The Uber Game Shows the Latent Power of Political Video Games

By Marijam Didžgalvytė on at

The 'get politics out of games' crowd has never really had a leg to stand on. Politics has been a part of the medium since its early days as a commercial industry and, within that forty-year-odd history, a number of releases have reflected various civic ideologies, or even created entirely new ones under the guide of AAA blockbusters.

Some political games have an explicit agenda, and some don't. Cliff Harris's Democracy series is focused on simulating the economic and political systems we live under, rather than applying a personal ideological bent.  The Civilization and Tropico franchises, to pick a couple of examples from a popular genre, invite the player to experience the hurdles of governing in quasi-historical settings. Numerous war-themed games are funded by the U.S. Department of Defence in order to manufacture a pro-Western agenda. Then there are those attempting to instil progressive values and/or demonstrate the alternative – Lucas Pope's much-lauded Papers, Please, Molleindustria studio's Queer Power and Faith Fighter, or the rising tide of small video games focused on a specific election or figure (such as the multitude of games about punching Donald Trump).

Faith Fighter.

What is the point of the more ideologically-driven games? Some developers might answer: "Well to change the world, of course!'' But is that desire ever realised? There is an abundance of politically-motivated games, but are they ever going to change anyone's opinion from one side to another?

Swedish Fine art curator Maria Lind has an apt analogy for this question: if, when you are about to tell a joke, you make the declaration "This is going to be really funny!", then in all likelihood the listener is not going to find the joke funny. The initial declaration defuses the humour – the surprise factor is gone, and the listener prepares in advance for something that might be funny.

You could argue a similar thing happens with politics in video games. If a developer announces that their work is going to be highly critical of the status quo, it is likely to lose that criticality straight away. Up-front declarations of intent mean that the players purchasing and downloading such games are already aware of its political propositions. More often than not, these socially-conscious video games simply reflect the divisive times rather than offering solutions to any particular issues. And it would be naive to think that people who disagree with the message behind a given video game will care to download it and, more importantly, be open-minded enough to have their opinion changed.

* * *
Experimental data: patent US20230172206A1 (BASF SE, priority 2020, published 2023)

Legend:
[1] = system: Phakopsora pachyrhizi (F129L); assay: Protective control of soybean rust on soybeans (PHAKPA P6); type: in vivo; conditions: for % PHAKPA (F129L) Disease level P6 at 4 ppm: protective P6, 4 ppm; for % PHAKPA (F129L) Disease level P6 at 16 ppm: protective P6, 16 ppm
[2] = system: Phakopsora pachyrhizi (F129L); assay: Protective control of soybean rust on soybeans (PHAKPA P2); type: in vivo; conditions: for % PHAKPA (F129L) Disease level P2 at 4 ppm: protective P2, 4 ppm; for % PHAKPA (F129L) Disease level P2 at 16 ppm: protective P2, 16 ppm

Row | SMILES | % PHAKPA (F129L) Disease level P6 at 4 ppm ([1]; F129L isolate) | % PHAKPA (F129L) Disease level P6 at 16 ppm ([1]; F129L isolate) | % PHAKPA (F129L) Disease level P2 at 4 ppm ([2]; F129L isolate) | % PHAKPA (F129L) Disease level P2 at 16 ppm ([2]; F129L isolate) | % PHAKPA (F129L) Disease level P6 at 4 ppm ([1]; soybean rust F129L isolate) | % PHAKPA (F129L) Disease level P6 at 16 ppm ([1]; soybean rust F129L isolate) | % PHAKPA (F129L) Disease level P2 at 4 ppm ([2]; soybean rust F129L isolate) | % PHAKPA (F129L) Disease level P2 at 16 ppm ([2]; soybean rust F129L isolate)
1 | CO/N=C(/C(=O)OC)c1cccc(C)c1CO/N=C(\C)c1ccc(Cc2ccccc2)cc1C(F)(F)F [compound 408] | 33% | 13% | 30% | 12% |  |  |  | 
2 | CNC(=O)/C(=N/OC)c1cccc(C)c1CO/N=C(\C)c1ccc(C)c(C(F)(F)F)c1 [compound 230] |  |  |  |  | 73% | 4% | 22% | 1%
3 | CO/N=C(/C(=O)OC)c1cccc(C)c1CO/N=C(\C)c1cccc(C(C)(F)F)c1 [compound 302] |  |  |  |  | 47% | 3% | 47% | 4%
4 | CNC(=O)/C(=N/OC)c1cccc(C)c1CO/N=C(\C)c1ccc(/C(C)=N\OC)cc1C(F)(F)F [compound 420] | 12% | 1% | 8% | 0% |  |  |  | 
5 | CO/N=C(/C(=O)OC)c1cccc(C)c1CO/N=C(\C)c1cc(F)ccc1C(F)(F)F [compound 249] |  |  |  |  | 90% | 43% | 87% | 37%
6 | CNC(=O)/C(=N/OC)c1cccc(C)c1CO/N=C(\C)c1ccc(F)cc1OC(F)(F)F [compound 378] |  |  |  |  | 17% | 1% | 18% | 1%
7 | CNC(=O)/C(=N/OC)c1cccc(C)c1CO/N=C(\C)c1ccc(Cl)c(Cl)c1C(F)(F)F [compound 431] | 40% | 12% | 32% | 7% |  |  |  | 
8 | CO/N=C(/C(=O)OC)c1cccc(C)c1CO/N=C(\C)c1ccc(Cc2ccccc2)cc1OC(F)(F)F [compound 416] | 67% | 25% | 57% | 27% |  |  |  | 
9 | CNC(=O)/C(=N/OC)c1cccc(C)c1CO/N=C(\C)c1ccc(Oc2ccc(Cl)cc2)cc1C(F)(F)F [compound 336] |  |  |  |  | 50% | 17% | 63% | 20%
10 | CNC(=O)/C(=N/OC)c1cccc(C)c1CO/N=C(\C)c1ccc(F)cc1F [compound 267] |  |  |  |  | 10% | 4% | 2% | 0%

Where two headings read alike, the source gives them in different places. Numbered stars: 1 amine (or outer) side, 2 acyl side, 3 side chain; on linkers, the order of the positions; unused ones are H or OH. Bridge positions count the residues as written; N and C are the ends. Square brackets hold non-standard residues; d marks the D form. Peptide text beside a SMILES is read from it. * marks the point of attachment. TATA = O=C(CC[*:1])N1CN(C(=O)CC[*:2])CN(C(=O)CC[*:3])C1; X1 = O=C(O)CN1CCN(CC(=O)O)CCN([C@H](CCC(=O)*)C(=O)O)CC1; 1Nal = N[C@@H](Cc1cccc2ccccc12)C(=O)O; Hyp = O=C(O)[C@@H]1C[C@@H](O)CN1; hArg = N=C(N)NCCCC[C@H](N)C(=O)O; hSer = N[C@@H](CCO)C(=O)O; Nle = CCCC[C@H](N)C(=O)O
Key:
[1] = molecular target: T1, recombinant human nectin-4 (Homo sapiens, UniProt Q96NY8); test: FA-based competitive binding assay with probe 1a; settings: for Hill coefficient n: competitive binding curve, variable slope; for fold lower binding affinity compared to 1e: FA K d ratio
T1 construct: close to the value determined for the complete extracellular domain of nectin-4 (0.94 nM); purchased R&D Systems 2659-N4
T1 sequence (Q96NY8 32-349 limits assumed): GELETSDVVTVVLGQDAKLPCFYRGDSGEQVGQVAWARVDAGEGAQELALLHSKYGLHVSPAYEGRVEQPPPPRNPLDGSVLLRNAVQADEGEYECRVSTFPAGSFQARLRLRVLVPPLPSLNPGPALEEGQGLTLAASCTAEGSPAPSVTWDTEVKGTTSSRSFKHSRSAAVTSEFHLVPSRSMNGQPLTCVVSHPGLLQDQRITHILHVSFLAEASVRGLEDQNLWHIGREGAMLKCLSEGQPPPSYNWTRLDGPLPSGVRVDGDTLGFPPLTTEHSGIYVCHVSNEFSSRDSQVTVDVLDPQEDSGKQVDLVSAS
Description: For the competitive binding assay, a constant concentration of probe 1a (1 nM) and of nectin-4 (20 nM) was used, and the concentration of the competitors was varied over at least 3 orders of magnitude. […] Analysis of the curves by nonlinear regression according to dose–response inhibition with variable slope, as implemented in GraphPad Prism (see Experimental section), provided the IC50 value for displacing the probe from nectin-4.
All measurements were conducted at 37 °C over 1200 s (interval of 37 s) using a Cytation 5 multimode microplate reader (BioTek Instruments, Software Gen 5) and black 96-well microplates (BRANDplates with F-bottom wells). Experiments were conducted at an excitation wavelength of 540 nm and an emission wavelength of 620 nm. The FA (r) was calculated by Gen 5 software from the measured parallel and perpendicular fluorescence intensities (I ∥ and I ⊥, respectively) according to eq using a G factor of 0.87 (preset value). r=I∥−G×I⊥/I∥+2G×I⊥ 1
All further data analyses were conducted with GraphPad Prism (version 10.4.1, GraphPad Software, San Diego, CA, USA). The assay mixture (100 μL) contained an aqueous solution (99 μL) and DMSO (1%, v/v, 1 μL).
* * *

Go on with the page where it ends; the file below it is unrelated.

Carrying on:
This is where The Uber Game differs. Released in October 2017 through the centre-right leaning Financial Times website, the classy title screen asks simply "Can you make it in the gig economy?" This proposition needs to be understood in the context of the FT's audience, which is broadly speaking a conservative with a small 'c' group that are probably not as concerned with stories about worker exploitation and unionisation as – for example – The Guardian's readership..

The Uber Game.

In the game, the player gets put in the seat of an Uber driver – whom we know has a family to support, and a big mortgage payment coming up in a week. Incidental details like these help the player form an emotional relationship with the main character (even thought the game's length is only around ten minutes) and, although we must complete repetitive tasks with often unpleasant clients, overall the experience doesn't seem that bad – what is it that these drivers are complaining about?

At the end of the game – real-life spoiler alert – the player's heart drops when a realisation hits. Your earnings melt into a fraction of the original sum as your driver's expenses are taken into account: car rent, petrol, insurance, repairs, Uber's profits. The player finally realises that, as an Uber driver, they've often been earning only half of the minimum wage. The game's point is obvious and its effect is striking, not least because it's in a place to be played by the Financial Times readership – a group of people that generally praise the gig economy, and its lack of bothersome unionisation.